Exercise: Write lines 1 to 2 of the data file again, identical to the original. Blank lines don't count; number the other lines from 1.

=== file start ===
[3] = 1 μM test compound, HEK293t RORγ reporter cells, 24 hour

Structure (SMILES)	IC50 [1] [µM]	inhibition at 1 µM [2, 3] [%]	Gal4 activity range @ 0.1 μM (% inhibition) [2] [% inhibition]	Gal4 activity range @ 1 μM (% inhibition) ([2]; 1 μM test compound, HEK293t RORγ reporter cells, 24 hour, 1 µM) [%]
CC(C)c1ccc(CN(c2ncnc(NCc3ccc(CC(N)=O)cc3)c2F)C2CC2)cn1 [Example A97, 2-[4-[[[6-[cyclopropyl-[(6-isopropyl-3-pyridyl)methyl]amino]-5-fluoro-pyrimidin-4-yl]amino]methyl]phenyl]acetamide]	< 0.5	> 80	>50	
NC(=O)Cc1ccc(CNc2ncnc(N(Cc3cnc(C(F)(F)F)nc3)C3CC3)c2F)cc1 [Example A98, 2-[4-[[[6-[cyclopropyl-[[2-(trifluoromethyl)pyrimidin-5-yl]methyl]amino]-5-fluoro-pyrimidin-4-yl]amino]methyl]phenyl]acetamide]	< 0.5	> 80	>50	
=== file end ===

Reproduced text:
[3] = 1 μM test compound, HEK293t RORγ reporter cells, 24 hour

Structure (SMILES)	IC50 [1] [µM]	inhibition at 1 µM [2, 3] [%]	Gal4 activity range @ 0.1 μM (% inhibition) [2] [% inhibition]	Gal4 activity range @ 1 μM (% inhibition) ([2]; 1 μM test compound, HEK293t RORγ reporter cells, 24 hour, 1 µM) [%]